RED: The product is not gluten-free.
One of my favorite features is that it tells you more about each ingredient and why it’s being flagged. This is really helpful for someone new to reading labels, as it’s often hard to understand why certain ingredients are safe or potentially problematic. The flagging and color-coding were a big part of what I did with the Spoonful team. It’s really important that all the backend information is both medically and scientifically accurate.
4. There are lots of gluten-free apps out there. What makes this one different?
First and foremost, the data and information behind the app has been architected by clinical professionals like me and Selena De Vries, RD who specialize in working with celiacs. That’s really important. Aside from that, I really like how Spoonful goes beyond basic label scanning and into new product discovery. It’s hard to find new, interesting products, especially if you haven’t been gluten-free for very long. To help with this, each product a user scans gets added to a feed that you can search and filter depending on what you’re after. For example, if you can’t have these gluten-containing crackers from Cabaret, you can just as easily find a gluten-free option from the feed and add it to your shopping list.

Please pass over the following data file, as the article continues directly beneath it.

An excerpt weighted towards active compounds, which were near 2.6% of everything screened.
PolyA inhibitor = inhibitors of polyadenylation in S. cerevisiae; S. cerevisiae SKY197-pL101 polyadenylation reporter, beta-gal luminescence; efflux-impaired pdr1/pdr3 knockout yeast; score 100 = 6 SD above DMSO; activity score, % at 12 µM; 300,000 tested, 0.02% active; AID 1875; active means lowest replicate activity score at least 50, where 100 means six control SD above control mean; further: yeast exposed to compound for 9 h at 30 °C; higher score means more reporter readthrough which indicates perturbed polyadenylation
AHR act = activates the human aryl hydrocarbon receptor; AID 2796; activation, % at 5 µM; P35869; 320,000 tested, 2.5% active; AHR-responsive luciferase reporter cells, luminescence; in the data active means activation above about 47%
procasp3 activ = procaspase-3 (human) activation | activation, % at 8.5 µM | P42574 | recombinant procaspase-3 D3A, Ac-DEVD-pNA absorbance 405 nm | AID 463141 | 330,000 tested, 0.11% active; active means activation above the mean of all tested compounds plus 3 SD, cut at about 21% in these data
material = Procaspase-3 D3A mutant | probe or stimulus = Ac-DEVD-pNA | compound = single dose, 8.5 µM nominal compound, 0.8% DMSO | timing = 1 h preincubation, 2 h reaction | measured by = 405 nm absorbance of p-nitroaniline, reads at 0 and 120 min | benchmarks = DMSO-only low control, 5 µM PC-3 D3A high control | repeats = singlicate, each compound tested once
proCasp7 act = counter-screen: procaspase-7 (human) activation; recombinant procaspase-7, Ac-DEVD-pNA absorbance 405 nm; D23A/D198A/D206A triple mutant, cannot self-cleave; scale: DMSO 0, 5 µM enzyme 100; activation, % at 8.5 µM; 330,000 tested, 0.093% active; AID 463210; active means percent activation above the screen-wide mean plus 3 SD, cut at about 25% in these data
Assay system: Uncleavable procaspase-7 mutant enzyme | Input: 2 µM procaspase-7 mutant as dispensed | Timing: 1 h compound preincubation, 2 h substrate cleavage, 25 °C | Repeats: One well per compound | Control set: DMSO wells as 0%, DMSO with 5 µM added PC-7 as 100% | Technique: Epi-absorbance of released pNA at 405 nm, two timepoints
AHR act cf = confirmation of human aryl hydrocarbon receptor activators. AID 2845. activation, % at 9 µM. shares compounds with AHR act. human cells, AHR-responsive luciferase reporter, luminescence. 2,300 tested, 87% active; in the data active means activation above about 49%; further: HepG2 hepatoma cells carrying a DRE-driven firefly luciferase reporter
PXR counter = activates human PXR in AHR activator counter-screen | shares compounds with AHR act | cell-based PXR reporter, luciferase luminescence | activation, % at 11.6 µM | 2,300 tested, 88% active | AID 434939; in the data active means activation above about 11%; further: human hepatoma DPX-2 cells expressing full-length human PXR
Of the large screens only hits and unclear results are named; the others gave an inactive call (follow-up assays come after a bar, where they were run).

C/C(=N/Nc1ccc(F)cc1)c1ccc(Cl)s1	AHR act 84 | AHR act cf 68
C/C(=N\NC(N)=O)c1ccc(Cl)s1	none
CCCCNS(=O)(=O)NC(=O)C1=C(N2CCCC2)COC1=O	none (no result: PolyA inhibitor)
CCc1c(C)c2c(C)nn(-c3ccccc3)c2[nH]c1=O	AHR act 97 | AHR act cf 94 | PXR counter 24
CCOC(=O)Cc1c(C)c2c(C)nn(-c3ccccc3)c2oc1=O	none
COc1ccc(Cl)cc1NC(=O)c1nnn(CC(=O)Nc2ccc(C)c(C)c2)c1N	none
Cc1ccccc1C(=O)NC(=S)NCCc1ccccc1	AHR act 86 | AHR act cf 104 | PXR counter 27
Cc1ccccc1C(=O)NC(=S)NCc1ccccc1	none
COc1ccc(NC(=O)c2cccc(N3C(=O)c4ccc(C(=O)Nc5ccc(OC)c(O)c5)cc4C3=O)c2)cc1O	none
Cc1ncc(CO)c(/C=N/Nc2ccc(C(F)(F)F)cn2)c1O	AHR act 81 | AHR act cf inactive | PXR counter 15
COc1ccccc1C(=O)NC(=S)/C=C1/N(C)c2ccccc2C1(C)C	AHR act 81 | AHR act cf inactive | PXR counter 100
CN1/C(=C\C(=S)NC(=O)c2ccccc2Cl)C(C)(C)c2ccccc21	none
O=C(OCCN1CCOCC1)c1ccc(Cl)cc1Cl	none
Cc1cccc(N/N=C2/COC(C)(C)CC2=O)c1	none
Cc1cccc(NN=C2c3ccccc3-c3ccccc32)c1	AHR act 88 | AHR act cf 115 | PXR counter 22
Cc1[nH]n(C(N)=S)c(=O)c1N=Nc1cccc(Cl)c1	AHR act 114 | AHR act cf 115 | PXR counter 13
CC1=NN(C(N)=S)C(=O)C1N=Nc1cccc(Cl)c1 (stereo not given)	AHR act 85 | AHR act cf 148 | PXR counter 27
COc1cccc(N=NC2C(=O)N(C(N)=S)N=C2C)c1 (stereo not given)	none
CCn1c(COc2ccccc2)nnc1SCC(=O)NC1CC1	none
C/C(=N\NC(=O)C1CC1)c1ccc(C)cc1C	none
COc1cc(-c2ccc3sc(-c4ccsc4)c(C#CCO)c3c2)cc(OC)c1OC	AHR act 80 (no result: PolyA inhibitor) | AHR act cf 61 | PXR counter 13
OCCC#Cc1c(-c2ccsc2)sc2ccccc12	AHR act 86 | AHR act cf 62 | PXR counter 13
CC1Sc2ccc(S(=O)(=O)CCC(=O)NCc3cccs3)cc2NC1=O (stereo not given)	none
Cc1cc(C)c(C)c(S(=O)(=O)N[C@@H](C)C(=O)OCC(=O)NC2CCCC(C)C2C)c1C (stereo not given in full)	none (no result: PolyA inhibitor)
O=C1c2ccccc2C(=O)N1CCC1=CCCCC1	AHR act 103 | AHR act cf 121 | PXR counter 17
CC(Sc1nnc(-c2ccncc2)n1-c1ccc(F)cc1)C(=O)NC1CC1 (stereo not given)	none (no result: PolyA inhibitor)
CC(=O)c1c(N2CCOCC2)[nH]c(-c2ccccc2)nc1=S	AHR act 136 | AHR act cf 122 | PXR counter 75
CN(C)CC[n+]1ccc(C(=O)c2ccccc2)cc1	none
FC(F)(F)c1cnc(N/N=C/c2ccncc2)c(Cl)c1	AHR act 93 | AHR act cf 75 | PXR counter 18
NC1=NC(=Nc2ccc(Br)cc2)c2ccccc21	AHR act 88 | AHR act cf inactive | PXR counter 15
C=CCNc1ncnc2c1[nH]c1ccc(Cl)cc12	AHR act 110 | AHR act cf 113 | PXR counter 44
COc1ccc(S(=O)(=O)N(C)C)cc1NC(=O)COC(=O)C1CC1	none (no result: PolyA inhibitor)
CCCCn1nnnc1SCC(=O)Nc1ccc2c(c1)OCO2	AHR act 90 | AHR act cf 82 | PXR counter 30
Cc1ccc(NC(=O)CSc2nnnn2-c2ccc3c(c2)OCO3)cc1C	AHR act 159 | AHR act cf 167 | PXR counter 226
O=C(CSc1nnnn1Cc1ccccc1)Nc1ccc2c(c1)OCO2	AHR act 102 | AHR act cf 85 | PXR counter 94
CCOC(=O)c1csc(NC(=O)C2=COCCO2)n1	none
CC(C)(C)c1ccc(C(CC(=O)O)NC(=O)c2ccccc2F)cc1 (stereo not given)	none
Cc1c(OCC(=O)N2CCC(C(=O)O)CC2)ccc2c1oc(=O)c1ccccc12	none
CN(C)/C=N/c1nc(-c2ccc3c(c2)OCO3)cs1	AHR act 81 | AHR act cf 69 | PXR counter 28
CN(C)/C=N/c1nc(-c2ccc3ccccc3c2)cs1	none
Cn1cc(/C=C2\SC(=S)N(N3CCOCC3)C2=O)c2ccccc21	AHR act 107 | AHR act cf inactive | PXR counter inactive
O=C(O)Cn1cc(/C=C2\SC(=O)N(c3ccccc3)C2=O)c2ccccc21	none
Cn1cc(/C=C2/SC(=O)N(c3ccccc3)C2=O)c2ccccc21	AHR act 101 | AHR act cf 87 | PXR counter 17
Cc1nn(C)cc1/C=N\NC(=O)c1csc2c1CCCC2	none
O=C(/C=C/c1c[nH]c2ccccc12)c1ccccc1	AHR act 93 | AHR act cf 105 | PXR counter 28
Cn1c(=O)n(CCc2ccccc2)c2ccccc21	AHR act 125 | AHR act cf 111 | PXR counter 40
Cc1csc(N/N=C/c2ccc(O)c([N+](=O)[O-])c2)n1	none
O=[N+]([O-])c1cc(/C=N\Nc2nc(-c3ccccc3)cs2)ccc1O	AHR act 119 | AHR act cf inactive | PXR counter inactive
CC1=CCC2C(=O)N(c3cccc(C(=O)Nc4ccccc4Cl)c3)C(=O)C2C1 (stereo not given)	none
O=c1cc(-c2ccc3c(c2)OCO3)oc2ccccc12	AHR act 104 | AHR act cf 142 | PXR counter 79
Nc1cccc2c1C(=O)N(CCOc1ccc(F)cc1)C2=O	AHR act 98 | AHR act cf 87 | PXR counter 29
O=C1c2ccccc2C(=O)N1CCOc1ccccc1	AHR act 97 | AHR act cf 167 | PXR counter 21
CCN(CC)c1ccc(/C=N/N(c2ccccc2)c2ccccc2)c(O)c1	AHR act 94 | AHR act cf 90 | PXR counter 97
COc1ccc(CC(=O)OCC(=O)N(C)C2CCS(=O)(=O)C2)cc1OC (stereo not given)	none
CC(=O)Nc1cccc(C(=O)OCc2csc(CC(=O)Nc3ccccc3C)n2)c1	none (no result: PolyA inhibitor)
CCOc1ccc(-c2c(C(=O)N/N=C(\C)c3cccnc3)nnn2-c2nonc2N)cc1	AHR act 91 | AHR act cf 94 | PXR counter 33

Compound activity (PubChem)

5. How can our community get it? Is it free?
6. Why is receiving follow-up care from a knowledgeable RDN trained in treating gluten-related disorders so important after a celiac disease diagnosis?